The White House is so sure that the program is legal because of the rumored existence of a classified United States Signals Intelligence Directive (USSID) which permits several practices that have previously been illegal.

The government is collecting "external" data on domestic phone calls but is not intercepting "internals," a term for the actual content of the communication, according to a U.S. intelligence official familiar with the program. This kind of data collection from phone companies is not uncommon; it's been done before, though never on this large a scale, the official said. The data are used for "social network analysis," the official said, meaning to study how terrorist networks contact each other and how they are tied together...

Among the big telecommunications companies, only Qwest has refused to help the NSA, the sources said. According to multiple sources, Qwest declined to participate because it was uneasy about the legal implications of handing over customer information to the government without warrants.

President Bush's divorce from reality became official today when commenting on the new revelation that all phone calls made and received by Americans (except Qwest customers) were being examined by the NSA:

"We are not mining or trolling through the personal lives of millions of Americans," Bush said. "Our efforts are focused on links to al-Qaeda and their known affiliates."

In that brief statement Bush affirmed that he considers all Americans to have links to al-Qaeda or "known affiliates" thereof.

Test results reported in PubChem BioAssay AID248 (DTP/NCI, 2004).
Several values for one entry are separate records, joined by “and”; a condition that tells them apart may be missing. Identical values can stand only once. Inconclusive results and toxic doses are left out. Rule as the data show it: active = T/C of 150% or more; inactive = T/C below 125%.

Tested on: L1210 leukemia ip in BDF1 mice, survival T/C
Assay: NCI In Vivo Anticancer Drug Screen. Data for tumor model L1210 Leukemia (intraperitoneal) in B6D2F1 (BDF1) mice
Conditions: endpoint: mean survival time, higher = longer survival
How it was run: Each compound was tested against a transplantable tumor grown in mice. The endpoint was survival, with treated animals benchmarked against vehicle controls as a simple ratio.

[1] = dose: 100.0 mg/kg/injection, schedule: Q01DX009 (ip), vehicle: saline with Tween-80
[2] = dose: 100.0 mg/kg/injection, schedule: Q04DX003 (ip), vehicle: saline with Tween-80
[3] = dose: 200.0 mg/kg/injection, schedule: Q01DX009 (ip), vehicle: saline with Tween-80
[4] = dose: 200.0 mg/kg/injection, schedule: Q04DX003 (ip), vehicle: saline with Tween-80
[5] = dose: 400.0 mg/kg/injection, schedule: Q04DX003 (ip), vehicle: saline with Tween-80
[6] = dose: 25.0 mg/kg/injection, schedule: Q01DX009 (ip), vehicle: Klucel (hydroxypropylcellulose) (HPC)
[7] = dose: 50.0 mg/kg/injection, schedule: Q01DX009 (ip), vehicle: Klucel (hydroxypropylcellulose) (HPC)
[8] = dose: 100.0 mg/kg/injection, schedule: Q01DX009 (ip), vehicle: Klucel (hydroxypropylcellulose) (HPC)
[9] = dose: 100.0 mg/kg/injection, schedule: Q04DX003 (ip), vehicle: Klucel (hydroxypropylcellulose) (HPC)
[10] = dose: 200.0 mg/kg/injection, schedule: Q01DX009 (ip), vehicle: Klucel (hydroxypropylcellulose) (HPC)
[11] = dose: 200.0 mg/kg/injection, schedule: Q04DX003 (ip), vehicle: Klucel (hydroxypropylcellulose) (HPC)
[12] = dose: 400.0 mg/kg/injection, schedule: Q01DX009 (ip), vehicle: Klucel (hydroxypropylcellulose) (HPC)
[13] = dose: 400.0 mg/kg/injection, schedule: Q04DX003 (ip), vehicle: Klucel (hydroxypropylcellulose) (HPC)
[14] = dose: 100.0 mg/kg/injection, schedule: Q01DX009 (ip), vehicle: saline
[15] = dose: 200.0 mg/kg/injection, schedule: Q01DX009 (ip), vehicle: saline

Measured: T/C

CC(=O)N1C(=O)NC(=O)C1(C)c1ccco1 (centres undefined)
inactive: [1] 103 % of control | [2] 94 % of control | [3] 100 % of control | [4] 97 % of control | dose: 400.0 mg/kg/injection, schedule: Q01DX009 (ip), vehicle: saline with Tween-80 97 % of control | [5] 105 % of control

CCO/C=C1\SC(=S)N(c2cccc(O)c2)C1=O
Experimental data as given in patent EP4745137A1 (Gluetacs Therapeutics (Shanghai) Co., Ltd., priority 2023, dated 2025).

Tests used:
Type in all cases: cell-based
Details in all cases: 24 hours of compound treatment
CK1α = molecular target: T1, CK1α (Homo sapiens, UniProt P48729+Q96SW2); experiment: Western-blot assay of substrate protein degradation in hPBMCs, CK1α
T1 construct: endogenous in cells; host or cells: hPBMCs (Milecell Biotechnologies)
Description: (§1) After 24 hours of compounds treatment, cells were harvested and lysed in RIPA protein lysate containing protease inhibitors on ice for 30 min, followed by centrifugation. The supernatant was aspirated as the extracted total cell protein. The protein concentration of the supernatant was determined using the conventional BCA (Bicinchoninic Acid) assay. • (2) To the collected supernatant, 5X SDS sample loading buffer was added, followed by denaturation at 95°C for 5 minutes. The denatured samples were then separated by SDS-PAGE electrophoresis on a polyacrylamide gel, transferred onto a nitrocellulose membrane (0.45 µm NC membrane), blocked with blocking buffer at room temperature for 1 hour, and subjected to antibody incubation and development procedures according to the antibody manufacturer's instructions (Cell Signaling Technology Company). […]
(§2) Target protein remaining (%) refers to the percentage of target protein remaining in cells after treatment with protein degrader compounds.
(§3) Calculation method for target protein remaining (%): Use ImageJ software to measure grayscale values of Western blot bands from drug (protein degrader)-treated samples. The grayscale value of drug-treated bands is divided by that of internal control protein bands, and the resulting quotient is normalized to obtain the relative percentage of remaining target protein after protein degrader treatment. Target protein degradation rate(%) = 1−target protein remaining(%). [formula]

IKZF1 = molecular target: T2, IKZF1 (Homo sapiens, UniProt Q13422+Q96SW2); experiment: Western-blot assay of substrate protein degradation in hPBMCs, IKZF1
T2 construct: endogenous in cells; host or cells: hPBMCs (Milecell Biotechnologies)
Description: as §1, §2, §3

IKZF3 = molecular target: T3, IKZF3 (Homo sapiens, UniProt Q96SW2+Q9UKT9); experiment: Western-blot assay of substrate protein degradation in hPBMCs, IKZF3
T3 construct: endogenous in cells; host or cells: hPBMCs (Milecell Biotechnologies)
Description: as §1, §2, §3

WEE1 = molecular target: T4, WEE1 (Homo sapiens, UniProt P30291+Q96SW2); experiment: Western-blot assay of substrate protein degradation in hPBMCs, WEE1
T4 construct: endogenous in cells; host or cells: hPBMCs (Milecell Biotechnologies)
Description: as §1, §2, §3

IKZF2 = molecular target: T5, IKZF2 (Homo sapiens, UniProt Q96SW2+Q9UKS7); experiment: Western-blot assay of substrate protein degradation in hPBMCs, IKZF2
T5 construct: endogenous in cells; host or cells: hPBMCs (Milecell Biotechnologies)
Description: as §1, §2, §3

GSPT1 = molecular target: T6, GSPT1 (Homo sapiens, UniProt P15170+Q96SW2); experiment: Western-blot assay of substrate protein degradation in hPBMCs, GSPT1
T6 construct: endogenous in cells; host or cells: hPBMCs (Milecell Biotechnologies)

Anonymous Kev said...

You guys rock and amaze. Keep at it.

5/11/2006 3:25 PM  
Blogger Effwit said...


"I'd like to say 'thank you' on behalf of the group and ourselves, and I hope we passed the audition."

5/11/2006 3:41 PM  
Blogger DrewL said...

The funny thing is that, if they were truly only interested in communications among suspected al qaeda operatives, then why data mine all calls? We're talking about a small handful of calls relative to the billions upon billions of calls made in this country every day. Doesn't seem like a particularly efficient method of oncovering suspected terrorist plots. Does it? The proverbial needle in a haystack, if you ask me.

Little by little we seem to hear a bit more and a bit more about how intrusive our government is becoming. What else looms under the cover of darkness and the veil of secrecy? I shudder to think.

5/11/2006 11:00 PM  
Blogger Effwit said...


Some insiders are claiming that they need this capability, including archiving the take, in order to go back later--following an attack--and do a post-facto investigation to find out everyone the terrorist has been in contact with.

Operationally, that makes sense. But it is a simply outrageous violation of the rights that Americans have always had--"our freedoms" as one particular leader would term it.

What else looms under the cover of darkness and the veil of secrecy?

That's the $64 question. Where there is smoke, there is fire.

5/12/2006 7:37 AM